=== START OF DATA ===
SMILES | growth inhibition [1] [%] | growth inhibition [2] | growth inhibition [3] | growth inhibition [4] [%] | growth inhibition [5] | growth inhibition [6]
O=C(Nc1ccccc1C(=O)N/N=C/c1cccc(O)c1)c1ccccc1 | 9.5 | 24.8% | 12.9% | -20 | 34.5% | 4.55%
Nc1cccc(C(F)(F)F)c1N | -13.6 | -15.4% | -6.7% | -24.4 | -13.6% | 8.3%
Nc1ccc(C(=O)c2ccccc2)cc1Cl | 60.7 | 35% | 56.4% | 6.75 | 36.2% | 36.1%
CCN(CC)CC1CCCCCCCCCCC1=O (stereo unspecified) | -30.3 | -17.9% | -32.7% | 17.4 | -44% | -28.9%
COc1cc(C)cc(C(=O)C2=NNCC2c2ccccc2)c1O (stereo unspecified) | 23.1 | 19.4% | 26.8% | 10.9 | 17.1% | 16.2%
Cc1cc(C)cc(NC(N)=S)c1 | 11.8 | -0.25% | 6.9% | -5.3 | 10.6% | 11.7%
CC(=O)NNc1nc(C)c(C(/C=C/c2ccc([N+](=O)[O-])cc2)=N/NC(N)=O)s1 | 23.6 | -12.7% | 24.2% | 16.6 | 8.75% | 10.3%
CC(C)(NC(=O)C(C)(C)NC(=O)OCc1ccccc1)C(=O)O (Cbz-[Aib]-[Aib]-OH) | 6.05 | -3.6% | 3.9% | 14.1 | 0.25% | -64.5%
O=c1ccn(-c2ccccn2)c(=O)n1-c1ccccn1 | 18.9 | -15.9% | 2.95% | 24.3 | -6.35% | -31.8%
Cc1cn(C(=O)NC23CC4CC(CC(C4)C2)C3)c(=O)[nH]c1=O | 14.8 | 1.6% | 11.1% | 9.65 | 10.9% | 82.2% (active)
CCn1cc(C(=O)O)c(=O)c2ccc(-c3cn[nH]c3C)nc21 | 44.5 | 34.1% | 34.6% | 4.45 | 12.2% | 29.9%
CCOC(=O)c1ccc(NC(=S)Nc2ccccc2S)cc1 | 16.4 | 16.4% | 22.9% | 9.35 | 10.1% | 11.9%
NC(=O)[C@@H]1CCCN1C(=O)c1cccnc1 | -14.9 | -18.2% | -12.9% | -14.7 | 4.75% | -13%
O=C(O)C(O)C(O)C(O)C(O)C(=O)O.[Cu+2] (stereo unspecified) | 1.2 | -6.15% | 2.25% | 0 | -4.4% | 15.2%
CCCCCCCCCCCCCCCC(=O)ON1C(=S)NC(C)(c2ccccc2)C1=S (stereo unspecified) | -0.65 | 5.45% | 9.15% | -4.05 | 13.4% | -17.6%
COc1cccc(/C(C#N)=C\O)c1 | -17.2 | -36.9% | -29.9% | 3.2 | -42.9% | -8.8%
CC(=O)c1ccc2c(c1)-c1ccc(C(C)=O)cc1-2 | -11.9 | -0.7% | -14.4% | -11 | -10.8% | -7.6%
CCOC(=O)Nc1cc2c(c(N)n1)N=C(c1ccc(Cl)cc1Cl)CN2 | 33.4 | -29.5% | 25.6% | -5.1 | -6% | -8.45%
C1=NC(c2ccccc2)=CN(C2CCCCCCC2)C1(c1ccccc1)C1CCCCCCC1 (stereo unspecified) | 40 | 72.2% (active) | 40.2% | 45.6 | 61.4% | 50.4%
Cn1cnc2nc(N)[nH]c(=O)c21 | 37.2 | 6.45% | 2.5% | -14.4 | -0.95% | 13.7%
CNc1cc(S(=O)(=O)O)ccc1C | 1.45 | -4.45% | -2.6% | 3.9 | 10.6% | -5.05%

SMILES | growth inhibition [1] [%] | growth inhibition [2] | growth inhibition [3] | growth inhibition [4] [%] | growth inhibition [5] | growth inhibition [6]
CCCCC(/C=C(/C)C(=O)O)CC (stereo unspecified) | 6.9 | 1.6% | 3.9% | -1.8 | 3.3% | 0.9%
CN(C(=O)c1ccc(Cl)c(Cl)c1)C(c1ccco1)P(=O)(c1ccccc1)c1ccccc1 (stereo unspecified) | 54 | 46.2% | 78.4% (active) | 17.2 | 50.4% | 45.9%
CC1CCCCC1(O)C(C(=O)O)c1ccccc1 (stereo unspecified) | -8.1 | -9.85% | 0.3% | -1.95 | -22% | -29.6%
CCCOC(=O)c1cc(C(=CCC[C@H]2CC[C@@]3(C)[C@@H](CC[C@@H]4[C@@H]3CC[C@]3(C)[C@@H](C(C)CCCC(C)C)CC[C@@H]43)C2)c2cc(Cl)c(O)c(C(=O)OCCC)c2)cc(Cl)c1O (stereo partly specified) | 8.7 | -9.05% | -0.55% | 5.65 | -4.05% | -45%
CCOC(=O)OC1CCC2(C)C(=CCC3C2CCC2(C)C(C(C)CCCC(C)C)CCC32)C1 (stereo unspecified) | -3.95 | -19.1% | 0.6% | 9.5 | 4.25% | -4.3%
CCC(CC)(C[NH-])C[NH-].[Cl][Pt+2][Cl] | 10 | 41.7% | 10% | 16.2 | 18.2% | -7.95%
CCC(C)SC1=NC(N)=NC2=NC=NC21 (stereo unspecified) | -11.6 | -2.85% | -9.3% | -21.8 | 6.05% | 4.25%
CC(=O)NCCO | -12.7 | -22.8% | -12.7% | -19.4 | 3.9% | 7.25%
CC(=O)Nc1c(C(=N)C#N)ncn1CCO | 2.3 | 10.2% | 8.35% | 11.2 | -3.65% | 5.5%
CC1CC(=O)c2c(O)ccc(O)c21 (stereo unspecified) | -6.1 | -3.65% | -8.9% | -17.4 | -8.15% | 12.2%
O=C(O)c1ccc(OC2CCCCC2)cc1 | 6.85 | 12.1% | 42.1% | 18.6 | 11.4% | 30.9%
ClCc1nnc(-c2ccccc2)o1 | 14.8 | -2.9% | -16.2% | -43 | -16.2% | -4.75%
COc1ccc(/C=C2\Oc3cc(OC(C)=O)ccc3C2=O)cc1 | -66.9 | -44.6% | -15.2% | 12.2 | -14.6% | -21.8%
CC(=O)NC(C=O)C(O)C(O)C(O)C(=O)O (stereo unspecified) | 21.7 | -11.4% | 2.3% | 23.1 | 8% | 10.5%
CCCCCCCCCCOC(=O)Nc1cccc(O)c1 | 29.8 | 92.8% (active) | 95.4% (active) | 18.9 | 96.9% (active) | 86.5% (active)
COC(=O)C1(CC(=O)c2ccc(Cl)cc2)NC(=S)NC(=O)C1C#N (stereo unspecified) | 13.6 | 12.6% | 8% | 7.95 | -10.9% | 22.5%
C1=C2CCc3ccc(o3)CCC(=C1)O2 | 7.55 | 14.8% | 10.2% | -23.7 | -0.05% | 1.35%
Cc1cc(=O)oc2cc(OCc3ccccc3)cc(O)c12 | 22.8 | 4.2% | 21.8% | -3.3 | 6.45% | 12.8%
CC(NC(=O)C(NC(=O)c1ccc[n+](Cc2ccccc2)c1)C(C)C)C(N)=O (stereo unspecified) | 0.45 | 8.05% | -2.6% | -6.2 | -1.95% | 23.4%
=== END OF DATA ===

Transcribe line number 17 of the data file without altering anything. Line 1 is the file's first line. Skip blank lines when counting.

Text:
COc1cccc(/C(C#N)=C\O)c1 | -17.2 | -36.9% | -29.9% | 3.2 | -42.9% | -8.8%